The letters also reveal family relations and their repercussions on the business. In their correspondence, the Leckie brothers frequently quarreled with and chastised one another. They found particular fault with Alexander, who, according to his brothers, made a number of bad contracts (April 7, 1795), as well as an "unfortunate and premature attachment" to a young woman in Virginia (December 28, 1795). In a letter of February 4, 1802, George discussed Alexander's enormous debts ("Alexander could not be indebted at New providence in any less sum than 100.000 Dollars"). Despite this, all three remained in the business at least until 1808.

William Leckie's letters, in particular, show him to be a keen observer of society. In a letter of August 15, 1802, he described the rapid growth of cotton as a crop, the construction of Washington, D.C., and his views on the American social and political scene. His comments on the growing tensions over slavery in the south would prove prophetic: "I have thought that two circumstances are likely to operate at possibly no very distant day to the disadvantage of this happy Country, the first is the great laxity of morals & religion…The other is the increasing quantity of blacks…who are all natives & many of whom can read & write, these will perhaps prove the bane of all the Southern States & by their struggles for freedom involve nearly one half of the Union in Civil Wars."


Stanley D. Carpenter correspondence, 1917-1918

0.25 linear feet

The Stanley D. Carpenter correspondence consists of letters that Carpenter wrote to his mother and grandmother while serving with the United States Marine Corps during the First World War. He described his experiences while training at the Quantico Marine Corps Base in Virginia and discussed conditions in the trenches in France. The collection also has 4 lists of items sent to Carpenter during his military service.

This collection consists of 60 letters and 2 postcards that Stanley D. Carpenter wrote to his mother and grandmother while serving with the United States Marine Corps during the First World War. The collection also has 4 lists of items sent to Carpenter during his military service.

Carpenter first wrote home from Port Royal, South Carolina, on February 21, 1917, to report his 4-year enlistment, and he regularly corresponded with his mother throughout his time in the military. His early letters reveal his enthusiasm for military life and describe several aspects of his training, including his daily routine and his uniform and equipment allotments, at marine corps bases at Parris Island, South Carolina; Portsmouth, Virginia; and Quantico, Virginia. Several of his letters have enclosures, such as two pieces of palm for Palm Sunday (March 11, 1917); a color print of a soldier, labeled to illustrate Carpenter's equipment (March 15, 1917); a printed copy of the Marines' Hymn (May 8, 1917); and a program from the Academy of Music in Norfolk, Virginia (May 13, 1917). By May 1917, he anticipated being sent to France, and on June 7, 1917, mentioned seeing Woodrow Wilson while visiting Washington, D. C. Several of these letters are sealed with American flag stickers.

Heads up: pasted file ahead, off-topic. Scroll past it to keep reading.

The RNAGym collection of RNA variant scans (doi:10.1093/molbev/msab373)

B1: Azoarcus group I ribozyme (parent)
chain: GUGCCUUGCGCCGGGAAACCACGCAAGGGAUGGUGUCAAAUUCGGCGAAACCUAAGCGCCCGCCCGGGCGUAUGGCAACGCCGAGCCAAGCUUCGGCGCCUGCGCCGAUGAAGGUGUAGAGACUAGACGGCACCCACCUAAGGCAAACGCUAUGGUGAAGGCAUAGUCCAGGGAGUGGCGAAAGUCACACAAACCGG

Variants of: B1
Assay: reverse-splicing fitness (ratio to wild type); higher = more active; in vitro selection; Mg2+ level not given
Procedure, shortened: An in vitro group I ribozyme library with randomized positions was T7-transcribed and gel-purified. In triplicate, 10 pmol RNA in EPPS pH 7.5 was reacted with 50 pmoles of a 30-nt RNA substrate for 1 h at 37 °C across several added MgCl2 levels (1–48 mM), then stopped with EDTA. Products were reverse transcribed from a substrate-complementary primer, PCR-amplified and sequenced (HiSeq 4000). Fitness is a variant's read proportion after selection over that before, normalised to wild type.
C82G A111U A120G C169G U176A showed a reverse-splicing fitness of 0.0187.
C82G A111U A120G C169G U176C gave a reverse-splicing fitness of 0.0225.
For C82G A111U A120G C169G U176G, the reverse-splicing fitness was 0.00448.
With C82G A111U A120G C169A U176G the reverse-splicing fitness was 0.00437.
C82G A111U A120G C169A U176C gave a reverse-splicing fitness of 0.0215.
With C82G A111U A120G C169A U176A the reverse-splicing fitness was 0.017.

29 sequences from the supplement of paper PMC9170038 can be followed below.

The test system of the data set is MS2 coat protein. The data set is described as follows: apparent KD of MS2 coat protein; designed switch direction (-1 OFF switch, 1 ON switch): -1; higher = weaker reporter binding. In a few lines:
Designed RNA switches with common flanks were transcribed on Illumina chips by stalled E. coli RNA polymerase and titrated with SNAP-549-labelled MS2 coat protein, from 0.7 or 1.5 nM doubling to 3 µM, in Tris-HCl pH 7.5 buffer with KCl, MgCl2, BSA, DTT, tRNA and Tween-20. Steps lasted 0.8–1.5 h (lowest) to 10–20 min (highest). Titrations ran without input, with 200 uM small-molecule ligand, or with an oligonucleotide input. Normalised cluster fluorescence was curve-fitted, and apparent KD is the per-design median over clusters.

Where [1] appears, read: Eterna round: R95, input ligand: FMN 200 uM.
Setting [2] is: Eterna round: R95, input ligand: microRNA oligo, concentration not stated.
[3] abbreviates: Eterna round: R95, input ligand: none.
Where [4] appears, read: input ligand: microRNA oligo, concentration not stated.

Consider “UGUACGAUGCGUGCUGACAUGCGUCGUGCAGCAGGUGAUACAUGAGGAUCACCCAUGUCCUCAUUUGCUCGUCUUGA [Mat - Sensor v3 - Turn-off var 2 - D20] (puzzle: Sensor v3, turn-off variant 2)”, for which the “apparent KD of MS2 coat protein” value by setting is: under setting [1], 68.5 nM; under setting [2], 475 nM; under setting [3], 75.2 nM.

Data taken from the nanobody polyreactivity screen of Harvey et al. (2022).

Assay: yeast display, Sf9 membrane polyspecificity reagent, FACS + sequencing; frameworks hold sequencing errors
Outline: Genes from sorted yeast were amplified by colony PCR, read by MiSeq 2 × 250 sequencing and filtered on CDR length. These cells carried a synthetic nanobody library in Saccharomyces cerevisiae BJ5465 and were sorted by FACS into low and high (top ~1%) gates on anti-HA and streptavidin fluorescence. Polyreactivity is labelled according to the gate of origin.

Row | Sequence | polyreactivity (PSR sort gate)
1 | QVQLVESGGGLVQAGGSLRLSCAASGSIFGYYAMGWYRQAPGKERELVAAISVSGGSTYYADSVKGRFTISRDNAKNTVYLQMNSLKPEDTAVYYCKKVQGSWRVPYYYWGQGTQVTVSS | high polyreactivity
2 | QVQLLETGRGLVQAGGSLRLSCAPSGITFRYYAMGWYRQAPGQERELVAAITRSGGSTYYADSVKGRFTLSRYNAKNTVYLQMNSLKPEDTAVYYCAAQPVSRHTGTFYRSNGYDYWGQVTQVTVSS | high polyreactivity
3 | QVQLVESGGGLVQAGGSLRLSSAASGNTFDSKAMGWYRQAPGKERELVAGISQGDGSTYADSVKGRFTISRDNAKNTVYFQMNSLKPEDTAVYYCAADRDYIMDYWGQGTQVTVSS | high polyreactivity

Carpenter wrote his first letter from France on July 19, 1917, assuring his mother that he had arrived safely and in good health, and wrote frequently about the war and his experiences. He initially visited the local Y.M.C.A., though he later severely criticized the organization. He mentioned his religious habits and those of other soldiers, and his unit regularly participated in drill exercises. By January 1918, Carpenter began to serve on the front lines, and he later provided a detailed account of life in the trenches (May 2, 1918). While in France, he also described his quarters, local French houses, and inspections by General John J. Pershing. He wrote his last letter on May 30, 1918, and enclosed 3 receipts for money transfers.

Other correspondence includes a telegram that Caroline Carpenter sent to Stanley D. Carpenter on February 19, 1917, urging him to reconsider his enlistment and offering to pay for his return to Pennsylvania; a letter she wrote to the commanding officer of the Marine Barracks at Port Royal, South Carolina, asking him to look after Stanley (February 20, 1917); and a letter that Major W. Garland Fay wrote to Caroline Carpenter, apologizing for his inability to have Stanley assigned to a post closer to home [June 1917]. The collection also contains 4 lists of items sent to Stanley D. Carpenter during his military service.